Isn’t circumcision supposed to be an everlasting covenant?

Monday Musings for June 07, 2021

Good morning, Musers,

One of the things that make us different from the animals is our ability to grow in knowledge as a species. Even if we grant the animals “advancement” through evolution, generational training (like when a mother cat teaches a kitten how to catch mice) and communication between their own kind — and in a limited fashion, to human-kind — their capacity to grow as a species pales in comparison with ours... so much so that, when it comes to communication, we are different by category… and not just different by degree.

God made this plain when he gave us dominion over the animals (Genesis 1:26). He reinforced this when he told us that he made us responsible to find him through the things he’s created (Romans 1:18-20). Animals can’t do this because they are primarily instinctual and not rational. But the key difference is that God made us — and not them — to be moral beings (Romans 2:14-15). The physical creation shows God’s morality too.

But he also made us as spiritual beings (John 3:6-8)… so we are without excuse if we don’t find God. Besides, it is not a matter of “finding” him; it is a matter of letting go… of giving in to his pull (John 6:44)… of responding to the manifold witnesses of God.

God gave us the facility for logic, language and writing. These made it possible for us to pass on knowledge — not just to our contemporaries — but between generations. This gives us an extraordinary advantage when it comes to growing in knowledge: our knowledge accumulates.

But the way God designed knowledge assumes an epistemology... rules that govern knowledge. This is important because we often claim to “know” something… yet people claim to “know” things that counter it! So, how do we adjudicate competing claims?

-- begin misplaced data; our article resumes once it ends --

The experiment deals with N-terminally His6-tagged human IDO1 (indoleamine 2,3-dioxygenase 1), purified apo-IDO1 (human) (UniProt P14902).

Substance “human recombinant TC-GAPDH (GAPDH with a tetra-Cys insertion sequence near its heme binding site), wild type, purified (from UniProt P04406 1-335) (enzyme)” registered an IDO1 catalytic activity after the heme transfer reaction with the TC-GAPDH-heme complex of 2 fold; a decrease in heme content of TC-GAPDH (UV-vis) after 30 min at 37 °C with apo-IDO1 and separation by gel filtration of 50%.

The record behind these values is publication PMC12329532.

It’s possible to “avoid” these issues by claiming that Scripture should be interpreted allegorically, not by the historical-grammatical method (which is the standard). With allegory, the propositional content of the words is never the primary meaning. There is always some “secret” knowledge or “higher” knowledge that people say they can access — and this secret knowledge is what God really wants us to know. The problem with this is, God wants to reveal, not conceal.

Furthermore, God used common language and common language rules to communicate uncommon things — even spiritual things! But the spiritual things are not revealed to those with special knowledge. They are revealed to God’s children as they read their Bibles… as the indwelling Holy Spirit helps them understand Scripture’s content. God put the things he wanted us to know in writing — not in strained allegory… and writing has rules.

So, what do we do when God gives very plain directions in the Bible — even throwing around words like “everlasting covenant” — but then “reveals” something that countermands what he said previously? Isn’t God’s word eternal? … and doesn’t eternal mean “in force forever”?

Welcome to today’s conundrum. Does God contradict himself? We could make that argument... depending on what we do when the “eternal” words in the Old Testament collide with the “eternal” words in the New Testament. The claim, “God, said it! I believe it! That settles it!” is moot if people can prove that the Bible contradicts itself. So, how do we proceed?

 

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